Its symbol is the iconic Vespa. It is the European market leader for all things on two wheels and is the only global producer not stemming from Asia. The offering ranges from the larger Moto Guzzi and Aprilia models, which can be seen racing in MotoGP
Whether it’s two, three or four wheels, there is no area of transport that the Piaggio Group is not familiar with. Piaggio is the largest western manufacturer of two-wheeled motorised vehicles, and the leader in Europe with a market share of over 15%. It is a top name in the area of sport; Aprilia, which is owned by Piaggio, has won 54 world titles and returned to MotoGp in 2015.
Piaggio was founded in 1884 by Rinaldo Piaggio, and since 1946 the company has been a worldwide symbol for the Made in Italy industry, thanks to the iconic Vespa. More than 18 million Vespas have been manufactured over 70 years. In the last decade, however, Piaggio’s growth has become exponential, under the stewardship of Chairman and Ceo Roberto Colaninno.
In 2003, when he took control, 50,000 Ve-spas were sold across the world. In 2015, that number stood at 170,000. It has been a striking turnaround, which, with the acquisition of Aprilia and Moto Guzzi, has created an Italian group with an extraordinary portfolio of brands and products. At Roberto Colaninno’s side at the helm of Piaggio are his sons Matteo, Vice Chairman of the Group, and Michele, Managing Director and General Manager of Immsi, the holding company that controls Piaggio.
Listed on the stock market since 2006, with turnover of more than 1 billion euros in the first 9 months of 2015 (+7.7%, growth in every part of the world and in every product segment), the Piaggio Group has broken new ground for Italian and European industry in this sector. In addition to its establishments in Pontedera, Mandello del Lario, Noale and Scorzè, factories have been opened in India, in Vietnam and in China (in a joint-venture with Zongshen).
«Growth is obligatory», Roberto Colaninno underlines. «Without our development in Asia, there wouldn’t even be a Piaggio in Italy today». The focus is on local production, overcoming customs barriers, in two-wheeler markets that, like India, are worth as much as 12 times the European market. «We have globalised without de-localising», Colaninno states.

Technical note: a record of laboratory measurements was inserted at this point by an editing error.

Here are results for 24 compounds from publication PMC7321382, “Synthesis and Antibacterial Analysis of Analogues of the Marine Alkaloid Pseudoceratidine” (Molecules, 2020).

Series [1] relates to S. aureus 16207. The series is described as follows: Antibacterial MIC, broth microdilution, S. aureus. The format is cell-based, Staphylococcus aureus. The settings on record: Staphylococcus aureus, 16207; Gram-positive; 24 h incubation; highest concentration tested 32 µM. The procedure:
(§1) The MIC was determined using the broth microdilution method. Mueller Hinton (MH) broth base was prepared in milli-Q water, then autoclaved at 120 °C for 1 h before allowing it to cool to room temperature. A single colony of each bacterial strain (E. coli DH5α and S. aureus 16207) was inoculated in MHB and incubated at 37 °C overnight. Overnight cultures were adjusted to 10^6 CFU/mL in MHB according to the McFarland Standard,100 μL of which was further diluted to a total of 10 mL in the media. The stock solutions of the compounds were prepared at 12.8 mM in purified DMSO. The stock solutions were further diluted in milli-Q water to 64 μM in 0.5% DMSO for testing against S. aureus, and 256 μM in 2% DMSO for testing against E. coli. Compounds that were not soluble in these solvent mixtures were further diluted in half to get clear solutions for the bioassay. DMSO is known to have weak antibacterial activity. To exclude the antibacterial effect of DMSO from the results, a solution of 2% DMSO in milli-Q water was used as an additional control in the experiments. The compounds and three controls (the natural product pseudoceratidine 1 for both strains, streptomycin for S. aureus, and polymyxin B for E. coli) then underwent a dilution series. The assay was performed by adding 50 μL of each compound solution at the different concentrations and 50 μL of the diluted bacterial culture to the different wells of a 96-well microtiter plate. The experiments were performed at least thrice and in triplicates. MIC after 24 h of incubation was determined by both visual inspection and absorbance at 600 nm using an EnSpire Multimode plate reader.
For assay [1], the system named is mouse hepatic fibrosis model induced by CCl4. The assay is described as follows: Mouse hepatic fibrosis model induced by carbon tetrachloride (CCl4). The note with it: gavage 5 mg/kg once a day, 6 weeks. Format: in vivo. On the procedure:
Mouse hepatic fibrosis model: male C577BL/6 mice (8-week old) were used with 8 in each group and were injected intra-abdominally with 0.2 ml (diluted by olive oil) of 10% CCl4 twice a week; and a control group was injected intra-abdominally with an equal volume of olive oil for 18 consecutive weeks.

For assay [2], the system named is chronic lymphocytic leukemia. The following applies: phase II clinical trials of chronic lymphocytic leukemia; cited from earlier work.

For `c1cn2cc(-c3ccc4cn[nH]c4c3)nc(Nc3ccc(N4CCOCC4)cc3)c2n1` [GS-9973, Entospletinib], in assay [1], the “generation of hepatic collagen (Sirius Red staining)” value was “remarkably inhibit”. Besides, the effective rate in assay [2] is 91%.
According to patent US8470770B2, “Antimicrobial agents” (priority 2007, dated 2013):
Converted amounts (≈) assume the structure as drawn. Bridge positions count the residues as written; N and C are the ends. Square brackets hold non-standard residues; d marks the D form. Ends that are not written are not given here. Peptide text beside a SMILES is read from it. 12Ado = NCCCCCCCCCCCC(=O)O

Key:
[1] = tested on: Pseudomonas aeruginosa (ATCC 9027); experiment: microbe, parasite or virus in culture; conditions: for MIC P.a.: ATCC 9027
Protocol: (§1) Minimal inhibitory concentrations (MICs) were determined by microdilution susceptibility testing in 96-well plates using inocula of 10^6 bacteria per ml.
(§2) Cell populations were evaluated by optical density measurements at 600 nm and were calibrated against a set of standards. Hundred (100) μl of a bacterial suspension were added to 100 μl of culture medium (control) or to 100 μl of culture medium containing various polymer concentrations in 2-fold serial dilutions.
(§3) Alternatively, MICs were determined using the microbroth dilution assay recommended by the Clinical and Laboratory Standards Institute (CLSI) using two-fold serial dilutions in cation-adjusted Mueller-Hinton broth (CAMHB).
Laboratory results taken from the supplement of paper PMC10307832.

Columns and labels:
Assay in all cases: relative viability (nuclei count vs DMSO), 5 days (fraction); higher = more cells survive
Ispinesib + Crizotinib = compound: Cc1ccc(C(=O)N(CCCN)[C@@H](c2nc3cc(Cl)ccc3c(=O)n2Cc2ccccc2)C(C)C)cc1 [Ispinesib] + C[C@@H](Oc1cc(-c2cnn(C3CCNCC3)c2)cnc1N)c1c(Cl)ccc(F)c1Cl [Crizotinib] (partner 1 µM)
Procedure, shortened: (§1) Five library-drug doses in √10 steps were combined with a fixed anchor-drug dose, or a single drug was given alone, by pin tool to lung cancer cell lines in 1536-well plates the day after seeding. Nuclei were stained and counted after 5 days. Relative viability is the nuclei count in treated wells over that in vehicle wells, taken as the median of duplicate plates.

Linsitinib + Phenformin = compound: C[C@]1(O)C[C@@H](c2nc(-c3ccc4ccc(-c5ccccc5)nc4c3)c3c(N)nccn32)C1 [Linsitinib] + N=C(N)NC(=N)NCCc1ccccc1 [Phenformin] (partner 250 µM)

The Group’s European workforce makes up half of this global organic structure. It’s not just about Asia; the Piaggio Group is also very much present in America. There is a branch in Manhattan, and in the heart of New York Piaggio has opened one of the Motoplex multi-brand stores it is setting up in large cities across the world. In California, the Piaggio Advanced Design Center keeps tabs on style trends. Then in Cambridge, Massachusetts, there is Piaggio Fast Forward, a think tank chaired by Michele Colaninno and with an advisory board whose members, besides Roberto Colaninno, include such luminaries as Nicholas Negroponte, founder of Mit MediaLab and an executives at Google and Trimble. Thinking of the future is by no means easy, Roberto Colaninno says, yet «for a company like ours, which has reached every market and understands the behaviour and aspirations of a large portion of customers across the world, the time has come to be daring and visionary».
Meanwhile, Piaggio is moving decisively into the e-bike market with a product called the Wi-Bike. The bike is connected to the internet, controlled by a smartphone and can make use of Gps, anti-theft systems and act as a fitness guru. For history lovers, the Group’s two museums (in Pontedera for Piaggio, Vespa and Gilera; in Mandello for Moto Guzzi) each welcome 30,000 visitors a year. In 2016, the 70th anniversary of Vespa will be celebrated, as well as the 95th anniversary of Moto Guzzi, created back in 1921 in the same factory by Lake Como that continues to operate today. «An extraordinary place, the Mandello facility. We have great plans, working with the best international architects, to create a factory/museum to attract motorcyclists, fans and families».